I think I’ve spent 20-whatever years searching for the perfect ratatouille recipe. On the face of it, it should be simple – it’s a vegetable stew, after all. But it’s dead easy for it to tip over from perfect texture to mushy mess.

I used to bung everything in together and let it cook, but that’s a sure-fire route to crunchy courgette, leathery aubergine and soggy onion. I then tried a suggestion from one of the TV chefs (forget which one), where all the ingredients are cooked separately and then mixed together with the tomato for the final few minutes. Sod that for a game of soldiers – all it produced was a mountain of washing up and a bland dish, as the flavours never seemed to meld. And I think it’s St Delia who has a baked ratatouille – it’s OK, but, but … This is a stew we’re talking about.

So now I fry the aubergine, courgettes and peppers together for about 15 minutes, then add the onions, garlic and tomatoes, and cook on a low heat for 30-40 minutes. Trial and error has discovered that a blander oil is best. I’d usually use olive oil for everything, but it tends to overpower the vegetables. Sunflower oil is fine.

I add the seasoning at the end and then allow it all to stand for 15-20 minutes. This is a dish that I prefer not to be piping hot. In fact, it’s as good cold the next day (although it re-heats fine) piled on a baked potato, or served with good crusty bread to mop up the tasty juices.

ratatouille

Ingredients
1 aubergine (I salt it, leave it for about 30 mins and then rinse off the juices. A load of the chefs say you don’t need to. I think it makes a difference, so humour me)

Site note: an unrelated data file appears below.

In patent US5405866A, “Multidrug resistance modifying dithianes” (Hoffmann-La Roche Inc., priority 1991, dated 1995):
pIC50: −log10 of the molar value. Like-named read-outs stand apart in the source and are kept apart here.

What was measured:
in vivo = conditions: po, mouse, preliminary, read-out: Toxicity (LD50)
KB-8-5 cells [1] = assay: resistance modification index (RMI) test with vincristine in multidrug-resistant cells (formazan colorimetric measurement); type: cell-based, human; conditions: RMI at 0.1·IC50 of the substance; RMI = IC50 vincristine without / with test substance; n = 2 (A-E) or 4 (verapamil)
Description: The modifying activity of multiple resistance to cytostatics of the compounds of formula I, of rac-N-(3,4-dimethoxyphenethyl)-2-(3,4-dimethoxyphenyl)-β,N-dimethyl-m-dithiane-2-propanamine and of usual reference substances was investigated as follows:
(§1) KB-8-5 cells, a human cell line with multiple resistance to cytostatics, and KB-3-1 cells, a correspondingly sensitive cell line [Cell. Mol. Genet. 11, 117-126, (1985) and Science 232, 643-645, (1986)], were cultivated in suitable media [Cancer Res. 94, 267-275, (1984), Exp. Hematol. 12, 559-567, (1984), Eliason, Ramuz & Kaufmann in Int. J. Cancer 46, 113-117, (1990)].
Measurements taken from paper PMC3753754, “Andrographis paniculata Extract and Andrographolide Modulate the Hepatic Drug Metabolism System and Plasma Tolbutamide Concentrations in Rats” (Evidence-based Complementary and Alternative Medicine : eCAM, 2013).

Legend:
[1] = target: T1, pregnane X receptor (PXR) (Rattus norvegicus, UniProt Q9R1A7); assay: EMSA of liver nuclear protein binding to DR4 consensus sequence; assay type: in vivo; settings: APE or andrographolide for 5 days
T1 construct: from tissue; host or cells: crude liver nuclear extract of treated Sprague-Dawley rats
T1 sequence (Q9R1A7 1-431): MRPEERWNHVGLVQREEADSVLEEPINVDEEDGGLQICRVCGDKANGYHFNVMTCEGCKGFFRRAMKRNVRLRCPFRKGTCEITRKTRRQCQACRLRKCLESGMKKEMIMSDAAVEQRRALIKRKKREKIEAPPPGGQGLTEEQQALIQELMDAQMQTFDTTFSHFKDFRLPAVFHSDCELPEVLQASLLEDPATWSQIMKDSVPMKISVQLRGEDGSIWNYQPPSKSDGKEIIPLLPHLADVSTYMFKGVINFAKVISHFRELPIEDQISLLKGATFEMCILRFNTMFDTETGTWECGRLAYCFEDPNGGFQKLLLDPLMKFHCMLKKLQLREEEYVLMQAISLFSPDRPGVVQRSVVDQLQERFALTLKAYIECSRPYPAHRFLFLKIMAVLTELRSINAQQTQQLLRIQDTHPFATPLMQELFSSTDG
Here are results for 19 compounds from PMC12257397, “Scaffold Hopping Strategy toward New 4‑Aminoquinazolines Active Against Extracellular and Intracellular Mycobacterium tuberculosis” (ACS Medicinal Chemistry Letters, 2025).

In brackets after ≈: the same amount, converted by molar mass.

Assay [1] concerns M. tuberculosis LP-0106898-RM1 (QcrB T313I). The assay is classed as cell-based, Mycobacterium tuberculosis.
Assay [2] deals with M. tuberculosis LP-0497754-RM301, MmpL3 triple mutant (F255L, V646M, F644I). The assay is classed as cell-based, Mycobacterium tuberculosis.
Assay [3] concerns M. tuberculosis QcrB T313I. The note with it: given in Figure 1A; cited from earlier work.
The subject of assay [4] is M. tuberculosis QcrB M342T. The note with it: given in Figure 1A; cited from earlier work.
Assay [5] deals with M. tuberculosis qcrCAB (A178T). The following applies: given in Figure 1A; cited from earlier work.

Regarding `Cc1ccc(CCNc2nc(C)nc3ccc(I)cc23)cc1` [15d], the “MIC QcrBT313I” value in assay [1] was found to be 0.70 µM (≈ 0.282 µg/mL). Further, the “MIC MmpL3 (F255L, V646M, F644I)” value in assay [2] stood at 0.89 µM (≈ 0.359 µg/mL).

2 medium courgettes
2 peppers (I prefer one red and one yellow for added colour, but this time I had two green peppers, so waste not, want not won over. And 20 years ago, green peppers was the default option!)
1 large onion (red or white)
2 large cloves of garlic
Sunflower oil
Tin of chopped tomatoes or jar of passata
Mixed herbs
Sea salt
Black pepper
Brown sugar

Chop the aubergine, courgette and peppers into bite-sized chunks or slices, as takes your fancy. I tend to cube the aubergine, do slices of courgette and strips of pepper for variety. Fry on a medium heat for 15 minutes.

Add the onion, garlic and tomatoes/passata and mix thoroughly. Cook on a low heat for about 30 minutes and then check whether the vegetables are done. I prefer stuff under-cooked, but you might want to give it an extra few minutes if you like your vegetables less crunchy.

Add a generous shake of mixed herbs, sea salt and black pepper. I also add a teaspoon of brown sugar which, I think, reduces the acidity in the tomatoes. If you don’t like using dried herbs (and I think they’re fine here), experiment with whichever fresh ones you prefer. But this is a rustic dish and it needs strong seasoning.

I then take the pan off the heat, cover it and leave it for about 15 minutes. I think you get a better idea of the flavours when this dish isn’t super-duper hot.

If you eat cheese, some grated cheddar on the top is good. Otherwise, parsley or basil is good for a garnish. Serve with baked potato or crusty bread.

Serves 3 – 4.

Recipe: Courgette, pea and mint soup

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This is a spring soup, in lieu of spring weather. This is very quick and simple to make, but tastes like you’ve spent ages on it. It’s also one of the best uses for the fairly bland courgette. Courgettes are not my favourite vegetable, but they add a wonderful texture to soups when they’re blended. This soup is also fat-free for those who care about that kind of thing.

Courgette and pea soup photo DSCN0681_zpsb7445aa1.jpg

Ingredients
2 courgettes, roughly chopped
150g frozen peas
2 cloves garlic
500ml vegetable stock
6 mint leaves

For the garnish
Leaves from 2 stalks of mint
Zest of half a lemon

Put the soup ingredients in a saucepan and bring to a simmer.
Cook for 15-20 minutes or until the courgettes are cooked.
Blend until smooth.
Season with salt & pepper.
Chop the mint and lemon zest together.
Serve the soup, hot or cold, sprinkled with the lemon and mint garnish.

Serves 2